East of Eden
Steinbeck’s Strong Female Characterization: An Asset of East of Eden 12th Grade
John Steinbeck’s East of Eden was published in the 1950’s, a time when having a large family was a virtue and a source of comfort. Given the devastating psychological effects of World Wars I and II and the growing fear of the Cold War, people sought out a sense of calmness. This desire for comfort led to an increase in conventional lifestyles and conventional gender roles. Thus, women were defined as mother or wife in society, lacking identity and independence. Steinbeck, however, has opposed this occupation of a traditionalist conception of femininity through his characterization of strong-willed women: Cathy Ames, Liza Hamilton, and Abra Bacon. These three important characters challenge the societal expectations of the submissive woman, all possessing an inner-strength. Furthermore, these three women play pivotal roles in the text. Steinbeck has successfully criticized the stereotypical view of the traditional woman typical of male mid-twentieth century authors, through his illumination of strong female characters.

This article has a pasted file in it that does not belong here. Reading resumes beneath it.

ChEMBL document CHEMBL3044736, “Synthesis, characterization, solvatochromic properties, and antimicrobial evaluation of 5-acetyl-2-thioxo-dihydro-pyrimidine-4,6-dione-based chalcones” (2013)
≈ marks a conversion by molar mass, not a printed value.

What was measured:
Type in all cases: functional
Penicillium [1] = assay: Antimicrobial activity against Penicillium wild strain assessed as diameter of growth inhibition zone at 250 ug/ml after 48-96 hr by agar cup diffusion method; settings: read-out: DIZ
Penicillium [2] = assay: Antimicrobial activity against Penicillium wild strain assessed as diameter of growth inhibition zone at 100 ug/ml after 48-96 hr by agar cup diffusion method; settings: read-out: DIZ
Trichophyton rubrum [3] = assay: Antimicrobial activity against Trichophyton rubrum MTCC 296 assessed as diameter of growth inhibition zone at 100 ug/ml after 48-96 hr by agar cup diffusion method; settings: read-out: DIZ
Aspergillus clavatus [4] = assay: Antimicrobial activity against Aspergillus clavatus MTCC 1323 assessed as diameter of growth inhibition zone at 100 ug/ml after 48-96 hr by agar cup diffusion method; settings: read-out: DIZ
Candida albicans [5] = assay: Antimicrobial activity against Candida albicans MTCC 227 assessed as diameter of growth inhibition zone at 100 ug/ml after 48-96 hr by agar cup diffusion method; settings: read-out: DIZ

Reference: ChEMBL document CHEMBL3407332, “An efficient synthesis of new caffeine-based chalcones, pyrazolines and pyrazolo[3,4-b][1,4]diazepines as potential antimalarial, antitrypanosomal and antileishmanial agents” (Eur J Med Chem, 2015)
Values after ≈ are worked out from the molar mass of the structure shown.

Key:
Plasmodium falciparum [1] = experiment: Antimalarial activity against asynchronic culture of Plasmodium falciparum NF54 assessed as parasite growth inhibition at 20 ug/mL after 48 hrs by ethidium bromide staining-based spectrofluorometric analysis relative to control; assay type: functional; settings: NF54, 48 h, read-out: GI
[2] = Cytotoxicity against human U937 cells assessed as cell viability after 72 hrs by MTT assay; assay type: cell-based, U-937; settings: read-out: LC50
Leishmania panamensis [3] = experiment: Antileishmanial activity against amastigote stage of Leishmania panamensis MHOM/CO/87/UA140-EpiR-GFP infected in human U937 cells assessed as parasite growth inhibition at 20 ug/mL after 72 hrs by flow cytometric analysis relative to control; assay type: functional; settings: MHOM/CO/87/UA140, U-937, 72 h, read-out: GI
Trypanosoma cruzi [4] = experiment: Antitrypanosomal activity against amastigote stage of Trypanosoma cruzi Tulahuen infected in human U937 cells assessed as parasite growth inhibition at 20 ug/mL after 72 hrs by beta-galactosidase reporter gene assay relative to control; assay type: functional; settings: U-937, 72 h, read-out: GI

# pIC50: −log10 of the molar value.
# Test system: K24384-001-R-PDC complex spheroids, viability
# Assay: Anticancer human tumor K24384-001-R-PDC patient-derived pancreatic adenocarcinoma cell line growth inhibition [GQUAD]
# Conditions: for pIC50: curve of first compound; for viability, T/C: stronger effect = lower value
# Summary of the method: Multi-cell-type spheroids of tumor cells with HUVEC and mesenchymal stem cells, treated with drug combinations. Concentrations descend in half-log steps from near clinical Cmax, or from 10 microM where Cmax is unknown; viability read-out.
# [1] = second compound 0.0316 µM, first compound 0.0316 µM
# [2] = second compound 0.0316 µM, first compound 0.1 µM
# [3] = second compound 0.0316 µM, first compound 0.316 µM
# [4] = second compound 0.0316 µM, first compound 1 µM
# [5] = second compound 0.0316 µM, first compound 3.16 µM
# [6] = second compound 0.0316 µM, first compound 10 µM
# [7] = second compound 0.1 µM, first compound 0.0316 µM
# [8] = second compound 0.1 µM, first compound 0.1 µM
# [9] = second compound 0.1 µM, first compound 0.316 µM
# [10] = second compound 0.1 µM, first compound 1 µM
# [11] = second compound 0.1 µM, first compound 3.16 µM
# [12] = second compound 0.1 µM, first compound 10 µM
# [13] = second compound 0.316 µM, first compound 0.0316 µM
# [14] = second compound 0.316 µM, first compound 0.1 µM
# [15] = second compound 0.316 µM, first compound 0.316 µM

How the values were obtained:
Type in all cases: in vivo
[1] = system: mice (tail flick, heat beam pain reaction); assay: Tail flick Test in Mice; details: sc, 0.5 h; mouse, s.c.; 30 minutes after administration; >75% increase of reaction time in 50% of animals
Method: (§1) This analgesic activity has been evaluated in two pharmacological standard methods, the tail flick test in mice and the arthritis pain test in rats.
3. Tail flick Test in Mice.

Cathy Ames uses her sexuality and inner-strength to manipulate others and acquire power over man, ultimately gaining an independence in which challenges traditional female roles. From causing her Latin teacher to...
Join Now to View Premium Content
GradeSaver provides access to 848 study guide PDFs and quizzes, 6359 literature essays, 1754 sample college application essays, 259 lesson plans, and ad-free surfing in this premium content, “Members Only” section of the site! Membership includes a 10% discount on all editing orders.
Already a member? Log in